Mackerel-fishing was a separate art acquired in its perfection by the progression of many devices. Here, again, we quote from Rich. “Laying-to, or a square dead drift, throwing bait freely, coying the fish, was found the most successful. By this way, with a moderate breeze, a school could sometimes be kept around a vessel for hours. As many as one hundred and fifty wash barrels have been caught by hook and line at a single drift. A fleet of hundreds of sail, laying-to and beating up to the windward to keep on the school is a fine marine picture. `High-line’ is the highest degree conferred in this school. It outranks all others. The fishermen of Truro were among the first to follow the mackerel business and Truro has had a remarkable succession of leading or lucky skippers.” It is a delight to read Mr. Rich’s history, and we must repeat two of his stories of “fisherman’s luck.”

A certain Captain Ryder was one of a large fleet of fishermen that were lying wind-bound in Hampton Roads. The young captain, in the face of probability, determined to try for a breeze outside. There he took “a fairish wind so he could slant along and saw no more land nor sky till he struck the shore in Portland Harbor. Here he had quick despatch as vessels were scarce,” and returned to Hampton Roads to find the fleet weather-bound as he had left them, waiting still for fair conditions to put to sea. Another Truro fisherman, who had the name of making fortunate voyages, once shipped a seaman with the opposite reputation. “I hear, skipper, you’ve shipped Uncle Wiff,” protested one of the crew. ” I won’t go with him. He’s a `Jonas.’ You won’t make a dollar.” “I’ve told Uncle Wiff he may go, and go he shall, make or break, whether you go or not,” returned the cap’n. The result justified his courage. “We made that year the best voyage I ever made,” he was pleased to re-call, “and Uncle Wiff was one of the best men I ever saw.” The comment of Mr. Rich is sufficient: “Lucky men are most always bold, brave men; and fortune favors the brave.”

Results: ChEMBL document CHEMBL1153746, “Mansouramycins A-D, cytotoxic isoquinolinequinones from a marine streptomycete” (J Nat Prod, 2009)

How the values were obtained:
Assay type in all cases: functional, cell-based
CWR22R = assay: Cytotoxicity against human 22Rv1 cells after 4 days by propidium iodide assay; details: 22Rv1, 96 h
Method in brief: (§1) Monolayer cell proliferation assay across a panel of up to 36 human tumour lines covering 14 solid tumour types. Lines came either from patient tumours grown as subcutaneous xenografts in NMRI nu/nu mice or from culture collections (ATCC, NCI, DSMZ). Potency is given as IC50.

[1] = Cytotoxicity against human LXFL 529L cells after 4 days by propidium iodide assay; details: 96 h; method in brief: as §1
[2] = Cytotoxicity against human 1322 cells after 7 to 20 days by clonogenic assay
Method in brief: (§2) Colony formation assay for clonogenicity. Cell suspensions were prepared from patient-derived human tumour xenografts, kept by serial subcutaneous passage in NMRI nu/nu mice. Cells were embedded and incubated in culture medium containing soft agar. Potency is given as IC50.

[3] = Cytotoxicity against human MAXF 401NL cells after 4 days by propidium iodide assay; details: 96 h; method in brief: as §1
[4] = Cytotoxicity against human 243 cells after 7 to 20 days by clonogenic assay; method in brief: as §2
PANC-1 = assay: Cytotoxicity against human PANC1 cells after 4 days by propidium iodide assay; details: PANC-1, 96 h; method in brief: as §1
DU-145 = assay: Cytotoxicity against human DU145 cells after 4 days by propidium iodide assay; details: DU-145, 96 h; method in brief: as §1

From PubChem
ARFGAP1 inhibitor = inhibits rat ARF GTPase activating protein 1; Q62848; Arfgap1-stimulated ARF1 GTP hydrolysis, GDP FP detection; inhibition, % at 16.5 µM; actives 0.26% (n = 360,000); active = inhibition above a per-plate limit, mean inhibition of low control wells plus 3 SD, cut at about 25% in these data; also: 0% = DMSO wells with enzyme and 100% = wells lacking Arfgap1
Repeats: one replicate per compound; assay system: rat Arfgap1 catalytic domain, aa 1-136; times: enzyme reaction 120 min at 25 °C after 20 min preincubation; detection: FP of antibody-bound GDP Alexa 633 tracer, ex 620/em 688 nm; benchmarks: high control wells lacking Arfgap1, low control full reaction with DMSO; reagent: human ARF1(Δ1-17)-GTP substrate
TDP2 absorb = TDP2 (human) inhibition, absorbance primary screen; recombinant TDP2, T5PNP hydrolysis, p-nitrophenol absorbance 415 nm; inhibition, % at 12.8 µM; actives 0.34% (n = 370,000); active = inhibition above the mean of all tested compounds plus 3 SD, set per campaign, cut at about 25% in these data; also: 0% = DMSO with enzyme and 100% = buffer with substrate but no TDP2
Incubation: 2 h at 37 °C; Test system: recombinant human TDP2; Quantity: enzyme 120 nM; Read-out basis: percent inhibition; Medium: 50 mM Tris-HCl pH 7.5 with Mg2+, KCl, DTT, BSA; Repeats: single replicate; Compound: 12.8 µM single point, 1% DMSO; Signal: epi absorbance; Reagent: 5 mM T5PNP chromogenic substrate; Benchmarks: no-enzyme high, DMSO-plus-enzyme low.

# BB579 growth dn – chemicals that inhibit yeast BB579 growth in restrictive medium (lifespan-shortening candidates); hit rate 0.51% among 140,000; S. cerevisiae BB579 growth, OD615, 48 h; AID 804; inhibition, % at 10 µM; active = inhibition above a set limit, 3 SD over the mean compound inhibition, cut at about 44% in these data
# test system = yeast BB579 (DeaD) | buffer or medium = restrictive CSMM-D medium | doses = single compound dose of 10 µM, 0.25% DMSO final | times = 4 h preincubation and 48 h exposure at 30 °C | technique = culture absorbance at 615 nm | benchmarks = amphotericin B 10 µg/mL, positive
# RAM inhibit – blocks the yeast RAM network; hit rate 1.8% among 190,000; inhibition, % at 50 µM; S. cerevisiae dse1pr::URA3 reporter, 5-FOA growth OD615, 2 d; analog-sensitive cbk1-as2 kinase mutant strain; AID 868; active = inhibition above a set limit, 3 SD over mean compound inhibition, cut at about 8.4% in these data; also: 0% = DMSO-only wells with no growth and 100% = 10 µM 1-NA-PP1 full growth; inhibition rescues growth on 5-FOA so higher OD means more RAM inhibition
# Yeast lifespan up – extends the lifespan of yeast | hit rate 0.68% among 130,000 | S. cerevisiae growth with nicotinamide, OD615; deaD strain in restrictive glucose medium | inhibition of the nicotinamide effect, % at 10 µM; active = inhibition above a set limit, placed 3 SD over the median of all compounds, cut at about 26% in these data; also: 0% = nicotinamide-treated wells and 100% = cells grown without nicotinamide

Whaling was a business distinct: the great sea-sport, to ordinary fishing as a lion-hunt to a partridge-shoot. Early in the seventeenth century Purchas, in his “Pilgrimage” wrote a brave epic of the whale that must have roused many a stay-at-home to hunger for adventure: “I might here recreate your wearied eyes with a hunting spectacle of the greatest chase which nature yieldeth; I mean the killing of a whale.” Freeman says that the method thereof was but “slightly altered during upwards of two centuries.” Here, substantially, is Purchas: “When they espy him on the top of the water, they row toward him in a shallop, in which the harpooneer stands ready with both hands to dart his harping iron, to which is fastened a line of such length, that the whale may carry it down with him; coming up again they again strike him with lances made for the purpose about twelve feet long, and thus they hold him in such pursuit, till after streams of water, and next of blood, cast up into the air and water, he at length yieldeth his slain carcass to the conquerors.” “The proportions of this huge leviathan deserves description,” chants Purchas. “His head is the third part of him, his mouth (O, hellish wide!) sixteen feet in the opening, and yet out of that belly of hell yielding much to the ornaments of our women’s backs. This great head hath little eyes like apples and a little throat not greater than for a man’s fist to enter. They are swallow-tailed, the extremes being twenty feet distant.” He labors for accuracy: “The ordinary length of a whale is sixty feet, and not so huge as Olaus hath written, who also maketh the moose as big as an elephant.”